A singleton is a class that will only ever have a single instance in your code, such as the Math object that exists within the JavaScript language itself. You cannot create new instances of this object, though it does contain properties and methods you can take advantage of in your code.

var User = function () {
  this.username = "";
  this.password = "";
  this.login = function () {
    return true;
  }
}

// -----------------------------------------------------------------------------
// Create an instance of the User class, storing it in the same variable used to
// define the class initially. The original class has now been removed from the
// code, leaving only the single object instance of it
// -----------------------------------------------------------------------------

User = new User();

// -----------------------------------------------------------------------------
// Example method call on the single instance of User
// -----------------------------------------------------------------------------

User.login();

// -----------------------------------------------------------------------------
// Example of a self-instantiating class
// -----------------------------------------------------------------------------

var Inbox = new function () {
  this.messageCount = 0;
  this.refresh = function () {
    return true;
  }
  }();

// -----------------------------------------------------------------------------
// The new keyword and braces force the function to immediately execute,
// meaning the Inbox variable now contains the single object instance, not the 
// class. Example method call on the single instance of Inbox.
// -----------------------------------------------------------------------------

Inbox.refresh();

// =============================================================

/**
 * The Singleton Pattern
 *
 * The Singleton pattern is thus known because it restricts instantiation of a
 * class to a single object. Classically, the Singleton pattern can be
 * implemented by creating a class with a method that creates a new instance
 * of the class if one doesn't exist. In the event of an instance already
 * existing, it simply returns a reference to that object.
 *
 * Singletons differ from static classes (or objects) as we can delay their
 * initialization, generally because they require some information that may
 * not be available during initialization time. They don't provide a way for
 * code that is unaware of a previous reference to them to easily retrieve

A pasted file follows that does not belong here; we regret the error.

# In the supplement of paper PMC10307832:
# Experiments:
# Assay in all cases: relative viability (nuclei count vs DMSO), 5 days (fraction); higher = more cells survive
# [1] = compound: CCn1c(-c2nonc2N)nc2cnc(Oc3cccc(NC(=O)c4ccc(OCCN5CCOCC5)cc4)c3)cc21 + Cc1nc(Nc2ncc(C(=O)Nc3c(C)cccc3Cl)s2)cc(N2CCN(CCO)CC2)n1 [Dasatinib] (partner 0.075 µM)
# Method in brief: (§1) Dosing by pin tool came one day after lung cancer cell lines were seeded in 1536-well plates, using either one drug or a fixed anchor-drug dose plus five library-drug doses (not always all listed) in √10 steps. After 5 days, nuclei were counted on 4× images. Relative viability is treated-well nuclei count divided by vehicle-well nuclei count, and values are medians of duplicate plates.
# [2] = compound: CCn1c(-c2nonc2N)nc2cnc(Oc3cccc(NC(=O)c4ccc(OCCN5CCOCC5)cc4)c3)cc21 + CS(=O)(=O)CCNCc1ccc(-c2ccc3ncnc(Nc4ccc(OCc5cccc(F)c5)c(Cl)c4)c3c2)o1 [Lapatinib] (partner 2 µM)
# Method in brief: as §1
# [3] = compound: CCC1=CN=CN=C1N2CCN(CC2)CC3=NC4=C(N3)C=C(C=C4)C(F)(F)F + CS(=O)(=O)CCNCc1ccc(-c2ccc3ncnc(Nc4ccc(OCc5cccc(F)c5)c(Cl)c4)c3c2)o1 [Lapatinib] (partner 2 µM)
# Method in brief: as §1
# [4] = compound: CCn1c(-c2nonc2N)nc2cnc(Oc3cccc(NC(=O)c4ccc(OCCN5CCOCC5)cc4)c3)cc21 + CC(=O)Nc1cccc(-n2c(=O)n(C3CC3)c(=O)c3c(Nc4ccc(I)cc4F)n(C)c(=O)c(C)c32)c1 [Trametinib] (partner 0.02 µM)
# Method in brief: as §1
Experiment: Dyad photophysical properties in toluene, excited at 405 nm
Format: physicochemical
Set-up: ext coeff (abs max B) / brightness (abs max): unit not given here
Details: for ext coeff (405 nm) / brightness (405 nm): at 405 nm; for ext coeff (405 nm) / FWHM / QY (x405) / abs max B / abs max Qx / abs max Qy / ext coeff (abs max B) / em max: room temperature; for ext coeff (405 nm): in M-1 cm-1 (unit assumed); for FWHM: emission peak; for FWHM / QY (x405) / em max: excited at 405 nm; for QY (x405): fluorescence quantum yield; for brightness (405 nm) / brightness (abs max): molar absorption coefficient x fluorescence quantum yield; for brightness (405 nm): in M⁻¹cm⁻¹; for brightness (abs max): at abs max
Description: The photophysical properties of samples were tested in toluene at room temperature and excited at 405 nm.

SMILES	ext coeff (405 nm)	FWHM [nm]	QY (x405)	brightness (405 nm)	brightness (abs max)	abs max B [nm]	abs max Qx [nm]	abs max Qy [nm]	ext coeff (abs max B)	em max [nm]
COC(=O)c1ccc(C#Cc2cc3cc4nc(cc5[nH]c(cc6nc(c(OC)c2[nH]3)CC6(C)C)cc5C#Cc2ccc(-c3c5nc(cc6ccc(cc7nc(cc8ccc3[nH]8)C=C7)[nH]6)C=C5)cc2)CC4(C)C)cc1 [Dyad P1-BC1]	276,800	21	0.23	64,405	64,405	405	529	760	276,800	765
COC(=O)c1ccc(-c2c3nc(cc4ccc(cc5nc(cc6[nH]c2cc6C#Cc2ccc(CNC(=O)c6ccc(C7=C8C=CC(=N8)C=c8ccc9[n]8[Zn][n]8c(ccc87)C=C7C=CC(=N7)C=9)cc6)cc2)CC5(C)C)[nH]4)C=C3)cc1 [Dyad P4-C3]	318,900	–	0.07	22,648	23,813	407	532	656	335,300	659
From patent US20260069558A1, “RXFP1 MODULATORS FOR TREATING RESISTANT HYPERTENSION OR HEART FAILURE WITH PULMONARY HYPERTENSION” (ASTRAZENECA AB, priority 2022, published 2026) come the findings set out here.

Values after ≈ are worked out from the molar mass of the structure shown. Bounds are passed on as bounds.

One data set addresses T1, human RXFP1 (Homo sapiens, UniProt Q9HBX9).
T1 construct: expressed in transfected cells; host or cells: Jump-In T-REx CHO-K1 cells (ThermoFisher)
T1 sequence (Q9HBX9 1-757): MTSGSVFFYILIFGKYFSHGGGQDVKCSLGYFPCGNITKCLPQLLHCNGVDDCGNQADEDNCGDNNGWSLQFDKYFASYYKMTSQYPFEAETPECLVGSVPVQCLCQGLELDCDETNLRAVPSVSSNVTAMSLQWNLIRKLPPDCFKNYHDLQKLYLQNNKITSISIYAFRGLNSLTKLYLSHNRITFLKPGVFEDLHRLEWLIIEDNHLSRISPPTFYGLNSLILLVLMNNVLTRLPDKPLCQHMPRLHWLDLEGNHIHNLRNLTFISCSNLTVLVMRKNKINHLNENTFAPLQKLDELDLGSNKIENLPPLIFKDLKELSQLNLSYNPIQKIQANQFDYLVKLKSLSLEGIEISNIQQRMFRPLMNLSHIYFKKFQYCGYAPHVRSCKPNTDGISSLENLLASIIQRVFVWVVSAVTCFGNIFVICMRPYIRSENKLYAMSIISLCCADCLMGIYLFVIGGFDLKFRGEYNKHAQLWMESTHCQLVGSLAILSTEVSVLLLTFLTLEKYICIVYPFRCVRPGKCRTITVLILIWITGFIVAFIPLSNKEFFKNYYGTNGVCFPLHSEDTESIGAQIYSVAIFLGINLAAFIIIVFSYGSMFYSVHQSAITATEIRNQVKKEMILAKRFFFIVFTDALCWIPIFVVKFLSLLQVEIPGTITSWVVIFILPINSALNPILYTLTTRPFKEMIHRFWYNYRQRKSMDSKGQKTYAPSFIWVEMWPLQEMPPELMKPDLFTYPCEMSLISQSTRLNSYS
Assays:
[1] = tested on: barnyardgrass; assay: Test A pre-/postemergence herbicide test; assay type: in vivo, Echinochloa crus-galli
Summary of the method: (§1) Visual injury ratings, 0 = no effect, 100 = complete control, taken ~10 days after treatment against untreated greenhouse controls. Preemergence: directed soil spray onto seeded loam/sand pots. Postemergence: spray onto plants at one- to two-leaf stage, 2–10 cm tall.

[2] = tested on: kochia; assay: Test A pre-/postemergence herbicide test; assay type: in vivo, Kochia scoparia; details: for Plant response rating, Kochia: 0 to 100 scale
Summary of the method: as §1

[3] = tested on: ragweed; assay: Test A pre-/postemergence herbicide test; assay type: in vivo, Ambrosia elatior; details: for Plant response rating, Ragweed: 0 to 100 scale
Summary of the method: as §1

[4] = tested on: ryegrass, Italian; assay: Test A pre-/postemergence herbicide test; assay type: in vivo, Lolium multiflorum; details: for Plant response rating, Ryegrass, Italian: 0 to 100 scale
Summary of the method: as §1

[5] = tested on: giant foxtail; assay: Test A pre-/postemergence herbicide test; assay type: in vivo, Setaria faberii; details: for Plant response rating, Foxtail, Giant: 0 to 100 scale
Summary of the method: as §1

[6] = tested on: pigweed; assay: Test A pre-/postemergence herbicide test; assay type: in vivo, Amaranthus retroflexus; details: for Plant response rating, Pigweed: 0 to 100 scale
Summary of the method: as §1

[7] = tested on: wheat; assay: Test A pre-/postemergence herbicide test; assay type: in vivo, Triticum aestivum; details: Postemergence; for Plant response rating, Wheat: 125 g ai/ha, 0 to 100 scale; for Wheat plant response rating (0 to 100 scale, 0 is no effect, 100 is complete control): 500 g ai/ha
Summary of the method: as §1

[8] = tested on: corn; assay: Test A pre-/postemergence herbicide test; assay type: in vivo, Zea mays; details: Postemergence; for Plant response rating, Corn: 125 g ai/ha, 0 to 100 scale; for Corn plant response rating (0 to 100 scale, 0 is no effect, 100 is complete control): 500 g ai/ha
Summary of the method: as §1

* them. This is because it is neither the object or "class" that's returned
 * by a Singleton, it's a structure. Think of how closured variables aren't
 * actually closures - the function scope that provides the closure is the
 * closure.
 *
 * In JavaScript, Singletons serve as a shared resource namespace which
 * isolate implementation code from the global namespace so as to provide a
 * single point of access for functions.
 *
 * We can implement a Singleton as follows:
 *
 * http://addyosmani.com/resources/essentialjsdesignpatterns/book/
 */
var mySingleton = (function () {
  'use strict';

  // Instance stores a reference to the Singleton
  var instance;

  function init() {

    //
    // Singleton
    //

    // private methods and variables
    function privateMethod() {
      console.log('I am private');
    }

    var privateVariable = 'Im also private';

    var privateRandomNumber = Math.random();

    return {

      // Public methods and variables
      publicMethod: function () {
        console.log('The public can see me!');
      },

      publicProperty: 'I am also public',

      getRandomNumber: function () {
        return privateRandomNumber;
      }

    };

  }

  return {

    // Get the Singleton instance if one exists
    // or create one if it doesn't
    getInstance: function () {

      if (!instance) {
        instance = init();
      }

      return instance;
    }

  };

})();

var myBadSingleton = (function () {

  // Instance stores a reference to the Singleton
  var instance;

  function init() {

    // Singleton

    var privateRandomNumber = Math.random();

    return {

      getRandomNumber: function () {
        return privateRandomNumber;
      }

    };

  }

  return {

    // Always create a new Singleton instance
    getInstance: function () {
      instance = init();

      return instance;
    }

  };

})();


//
// Usage
//


var singleA = mySingleton.getInstance();
var singleB = mySingleton.getInstance();
console.log(singleA.getRandomNumber() === singleB.getRandomNumber()); // true

var badSingleA = myBadSingleton.getInstance();
var badSingleB = myBadSingleton.getInstance();
console.log(badSingleA.getRandomNumber() !== badSingleB.getRandomNumber()); // true


// Note: as we are working with random numbers, there is a
// mathematical possibility both numbers will be the same,
// however unlikely. The above example should otherwise still
// be valid.


mySingleton.getInstance = function () {
  'use strict';

  if (this._instance === null) {
    if (isFoo()) {
      this._instance = new FooSingleton();
    }
    else {
      this._instance = new BasicSingleton();
    }
  }
  return this._instance;
};